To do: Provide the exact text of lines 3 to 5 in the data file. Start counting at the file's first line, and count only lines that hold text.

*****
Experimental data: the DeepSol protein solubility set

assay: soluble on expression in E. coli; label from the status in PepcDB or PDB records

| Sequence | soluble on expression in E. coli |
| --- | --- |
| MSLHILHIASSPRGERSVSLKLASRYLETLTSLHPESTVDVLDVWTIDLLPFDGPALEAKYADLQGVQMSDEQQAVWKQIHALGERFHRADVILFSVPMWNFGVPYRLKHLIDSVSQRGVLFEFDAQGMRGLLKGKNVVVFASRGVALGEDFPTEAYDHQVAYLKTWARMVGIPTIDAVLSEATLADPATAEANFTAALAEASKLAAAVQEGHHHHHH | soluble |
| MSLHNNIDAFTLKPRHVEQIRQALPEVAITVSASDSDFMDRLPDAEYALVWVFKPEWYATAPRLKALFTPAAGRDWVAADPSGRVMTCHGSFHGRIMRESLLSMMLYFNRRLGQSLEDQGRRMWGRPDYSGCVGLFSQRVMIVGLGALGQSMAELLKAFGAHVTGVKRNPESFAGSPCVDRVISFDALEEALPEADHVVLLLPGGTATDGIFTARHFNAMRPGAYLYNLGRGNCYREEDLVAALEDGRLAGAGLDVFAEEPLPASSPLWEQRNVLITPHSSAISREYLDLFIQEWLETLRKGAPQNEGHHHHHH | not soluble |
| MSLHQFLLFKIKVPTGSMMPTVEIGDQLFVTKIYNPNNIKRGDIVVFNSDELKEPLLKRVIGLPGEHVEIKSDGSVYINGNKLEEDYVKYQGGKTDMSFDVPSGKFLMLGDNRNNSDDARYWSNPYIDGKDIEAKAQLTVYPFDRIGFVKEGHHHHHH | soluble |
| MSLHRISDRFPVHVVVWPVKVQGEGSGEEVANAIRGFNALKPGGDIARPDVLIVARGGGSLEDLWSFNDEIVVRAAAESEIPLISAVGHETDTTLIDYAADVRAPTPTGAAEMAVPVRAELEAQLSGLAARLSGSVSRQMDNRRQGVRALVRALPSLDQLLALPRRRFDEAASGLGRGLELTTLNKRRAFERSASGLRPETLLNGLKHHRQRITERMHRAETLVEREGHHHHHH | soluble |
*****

| Sequence | soluble on expression in E. coli |
| --- | --- |
| MSLHILHIASSPRGERSVSLKLASRYLETLTSLHPESTVDVLDVWTIDLLPFDGPALEAKYADLQGVQMSDEQQAVWKQIHALGERFHRADVILFSVPMWNFGVPYRLKHLIDSVSQRGVLFEFDAQGMRGLLKGKNVVVFASRGVALGEDFPTEAYDHQVAYLKTWARMVGIPTIDAVLSEATLADPATAEANFTAALAEASKLAAAVQEGHHHHHH | soluble |